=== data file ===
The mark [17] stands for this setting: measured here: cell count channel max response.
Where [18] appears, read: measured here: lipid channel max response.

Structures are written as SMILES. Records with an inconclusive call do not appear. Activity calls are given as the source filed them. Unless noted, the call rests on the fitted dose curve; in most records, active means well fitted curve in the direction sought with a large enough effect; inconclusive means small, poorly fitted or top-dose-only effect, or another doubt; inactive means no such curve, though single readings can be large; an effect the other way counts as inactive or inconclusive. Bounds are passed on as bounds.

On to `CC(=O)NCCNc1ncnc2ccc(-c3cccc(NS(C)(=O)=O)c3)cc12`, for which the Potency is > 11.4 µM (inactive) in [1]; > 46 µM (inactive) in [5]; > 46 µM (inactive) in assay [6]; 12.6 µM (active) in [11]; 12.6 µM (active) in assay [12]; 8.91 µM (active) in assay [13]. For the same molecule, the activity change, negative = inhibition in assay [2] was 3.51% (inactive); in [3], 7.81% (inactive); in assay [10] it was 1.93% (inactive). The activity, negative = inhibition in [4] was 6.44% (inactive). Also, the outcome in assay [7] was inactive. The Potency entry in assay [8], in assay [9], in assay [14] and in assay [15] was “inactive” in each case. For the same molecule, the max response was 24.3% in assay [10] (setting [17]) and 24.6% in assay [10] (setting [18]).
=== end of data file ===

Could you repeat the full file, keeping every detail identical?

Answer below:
The mark [17] stands for this setting: measured here: cell count channel max response.
Where [18] appears, read: measured here: lipid channel max response.

Structures are written as SMILES. Records with an inconclusive call do not appear. Activity calls are given as the source filed them. Unless noted, the call rests on the fitted dose curve; in most records, active means well fitted curve in the direction sought with a large enough effect; inconclusive means small, poorly fitted or top-dose-only effect, or another doubt; inactive means no such curve, though single readings can be large; an effect the other way counts as inactive or inconclusive. Bounds are passed on as bounds.

On to `CC(=O)NCCNc1ncnc2ccc(-c3cccc(NS(C)(=O)=O)c3)cc12`, for which the Potency is > 11.4 µM (inactive) in [1]; > 46 µM (inactive) in [5]; > 46 µM (inactive) in assay [6]; 12.6 µM (active) in [11]; 12.6 µM (active) in assay [12]; 8.91 µM (active) in assay [13]. For the same molecule, the activity change, negative = inhibition in assay [2] was 3.51% (inactive); in [3], 7.81% (inactive); in assay [10] it was 1.93% (inactive). The activity, negative = inhibition in [4] was 6.44% (inactive). Also, the outcome in assay [7] was inactive. The Potency entry in assay [8], in assay [9], in assay [14] and in assay [15] was “inactive” in each case. For the same molecule, the max response was 24.3% in assay [10] (setting [17]) and 24.6% in assay [10] (setting [18]).